And lo, up on her computer screen popped a mosaics workshop

at the Orsoni Studio.

Orsoni is hidden behind high walls in the Cannaregio dis-

trict, off a fondamenta that wasn’t even on my Streetwise Venice map.

Since 1888, when the foundry was taken over by Angelo Orsoni,

the smalti (colored opaque glass) and gold-leaf mosaics that it

produces have been used to restore churches, such as the Basilica

di San Marco, and shipped off to provide materials for some

of the world’s most beautiful buildings—from Gaudi’s Sagrada

Familia church in Barcelona, to the Golden Room in Stockholm

where Nobel Prizes are awarded, to buddhas in Bangkok.

Even though what’s made here is such a major deal, the place

has a low-key, family business vibe. Everybody from the workers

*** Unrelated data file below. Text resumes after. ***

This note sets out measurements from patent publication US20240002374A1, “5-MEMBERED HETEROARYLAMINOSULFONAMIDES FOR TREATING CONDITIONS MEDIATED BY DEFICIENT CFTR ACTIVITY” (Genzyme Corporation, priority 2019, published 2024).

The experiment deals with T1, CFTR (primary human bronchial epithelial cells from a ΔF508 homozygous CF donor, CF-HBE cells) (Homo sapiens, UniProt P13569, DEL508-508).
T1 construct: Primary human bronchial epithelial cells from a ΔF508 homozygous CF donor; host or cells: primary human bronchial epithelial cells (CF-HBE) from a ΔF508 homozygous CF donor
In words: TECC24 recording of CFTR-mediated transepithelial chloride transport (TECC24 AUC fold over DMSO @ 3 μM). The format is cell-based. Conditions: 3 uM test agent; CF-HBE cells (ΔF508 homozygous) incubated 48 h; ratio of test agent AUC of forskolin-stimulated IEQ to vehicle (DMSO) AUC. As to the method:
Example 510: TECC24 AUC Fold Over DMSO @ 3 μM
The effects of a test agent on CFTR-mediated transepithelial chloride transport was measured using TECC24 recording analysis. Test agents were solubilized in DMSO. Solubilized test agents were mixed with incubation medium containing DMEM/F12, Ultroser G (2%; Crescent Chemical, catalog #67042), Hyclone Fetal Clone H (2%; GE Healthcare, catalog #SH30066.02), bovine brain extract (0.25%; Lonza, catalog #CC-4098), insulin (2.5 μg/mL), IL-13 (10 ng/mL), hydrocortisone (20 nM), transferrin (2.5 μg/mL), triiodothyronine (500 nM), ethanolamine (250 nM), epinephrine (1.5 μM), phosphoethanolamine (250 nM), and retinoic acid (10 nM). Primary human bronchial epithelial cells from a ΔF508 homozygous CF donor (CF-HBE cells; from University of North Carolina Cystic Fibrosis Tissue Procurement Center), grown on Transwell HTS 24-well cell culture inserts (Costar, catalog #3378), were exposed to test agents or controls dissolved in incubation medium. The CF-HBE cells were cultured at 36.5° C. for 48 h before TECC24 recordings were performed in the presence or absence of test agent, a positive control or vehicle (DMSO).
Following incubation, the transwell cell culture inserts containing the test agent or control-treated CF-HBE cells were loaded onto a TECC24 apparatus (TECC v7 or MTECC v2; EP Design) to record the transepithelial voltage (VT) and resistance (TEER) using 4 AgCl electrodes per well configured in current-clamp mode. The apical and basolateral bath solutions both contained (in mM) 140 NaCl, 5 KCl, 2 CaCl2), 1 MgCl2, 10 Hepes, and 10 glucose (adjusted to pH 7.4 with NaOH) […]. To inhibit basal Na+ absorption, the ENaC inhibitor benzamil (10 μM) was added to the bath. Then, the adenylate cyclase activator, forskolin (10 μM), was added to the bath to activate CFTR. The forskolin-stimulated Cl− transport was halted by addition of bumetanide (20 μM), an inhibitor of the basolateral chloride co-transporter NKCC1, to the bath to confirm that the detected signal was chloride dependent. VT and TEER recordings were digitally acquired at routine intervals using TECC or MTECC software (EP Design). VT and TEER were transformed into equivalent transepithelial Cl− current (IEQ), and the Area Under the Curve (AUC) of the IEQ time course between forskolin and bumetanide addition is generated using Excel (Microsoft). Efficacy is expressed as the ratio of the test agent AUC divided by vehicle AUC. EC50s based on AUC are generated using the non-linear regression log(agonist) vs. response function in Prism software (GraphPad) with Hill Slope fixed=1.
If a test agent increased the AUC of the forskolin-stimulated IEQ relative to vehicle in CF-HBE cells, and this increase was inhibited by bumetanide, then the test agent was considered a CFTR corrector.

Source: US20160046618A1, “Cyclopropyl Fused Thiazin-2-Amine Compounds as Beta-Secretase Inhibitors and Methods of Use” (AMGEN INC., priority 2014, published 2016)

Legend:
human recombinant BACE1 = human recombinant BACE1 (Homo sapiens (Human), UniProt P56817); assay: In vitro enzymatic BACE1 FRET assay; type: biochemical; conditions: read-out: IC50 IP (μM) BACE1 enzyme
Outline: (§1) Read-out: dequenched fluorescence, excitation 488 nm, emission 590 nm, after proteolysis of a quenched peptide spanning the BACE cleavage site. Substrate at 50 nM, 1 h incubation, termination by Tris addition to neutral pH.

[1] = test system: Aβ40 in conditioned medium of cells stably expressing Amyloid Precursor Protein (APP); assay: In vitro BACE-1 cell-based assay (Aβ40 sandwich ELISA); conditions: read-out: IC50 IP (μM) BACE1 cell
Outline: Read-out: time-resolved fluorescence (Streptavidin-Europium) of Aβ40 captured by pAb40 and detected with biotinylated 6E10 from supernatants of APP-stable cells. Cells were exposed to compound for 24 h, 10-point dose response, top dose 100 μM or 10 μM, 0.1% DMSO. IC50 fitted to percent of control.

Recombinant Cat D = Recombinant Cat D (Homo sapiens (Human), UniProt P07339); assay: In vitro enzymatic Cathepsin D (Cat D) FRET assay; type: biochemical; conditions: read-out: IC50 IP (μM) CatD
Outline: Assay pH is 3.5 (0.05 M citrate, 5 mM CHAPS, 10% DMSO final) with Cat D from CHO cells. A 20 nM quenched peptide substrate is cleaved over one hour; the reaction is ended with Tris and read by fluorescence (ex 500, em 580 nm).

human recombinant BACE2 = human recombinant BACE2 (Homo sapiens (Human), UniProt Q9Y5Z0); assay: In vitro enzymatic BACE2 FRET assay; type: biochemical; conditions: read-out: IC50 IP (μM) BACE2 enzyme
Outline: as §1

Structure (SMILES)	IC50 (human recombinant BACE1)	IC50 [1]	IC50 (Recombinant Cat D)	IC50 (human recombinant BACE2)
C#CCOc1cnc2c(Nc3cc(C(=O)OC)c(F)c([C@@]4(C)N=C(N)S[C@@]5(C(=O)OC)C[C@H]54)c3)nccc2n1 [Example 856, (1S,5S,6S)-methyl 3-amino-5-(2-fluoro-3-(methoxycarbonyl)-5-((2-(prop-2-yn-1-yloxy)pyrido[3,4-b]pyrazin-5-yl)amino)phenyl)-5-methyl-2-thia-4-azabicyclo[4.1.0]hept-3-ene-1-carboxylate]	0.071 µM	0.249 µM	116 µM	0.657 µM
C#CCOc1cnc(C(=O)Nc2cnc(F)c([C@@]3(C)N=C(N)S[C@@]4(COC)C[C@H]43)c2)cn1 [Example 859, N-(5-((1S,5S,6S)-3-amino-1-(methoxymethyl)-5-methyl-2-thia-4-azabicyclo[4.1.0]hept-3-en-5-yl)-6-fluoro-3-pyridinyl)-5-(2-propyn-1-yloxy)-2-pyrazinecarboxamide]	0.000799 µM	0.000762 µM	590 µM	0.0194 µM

to the staff and students seems especially upbeat, I’m guessing

because they’re surrounded by all this pretty sparkly stuff all day.

Like Orsoni students on their first day of class, I got in to see

the production facility, where men gathered around a blazing

furnace and moved with a riveting choreography, scooping out

glowing liquid glass to a rotating metal belt where it solidified in

seconds and then was slid away to cool, like iridescent pancakes.

Next door women cut the smalti into tesserae (small pieces used

in mosaic art), that formed what looked like piles of glittering

hard candy. Finally, there’s the color library: a huge warehouse

of rickety wooden shelves stacked floor to ceiling with over two

thousand hues of smalti to choose from.

“The library is one of the things that makes it a dream to take

class here, to have access to all that,” Connie told me.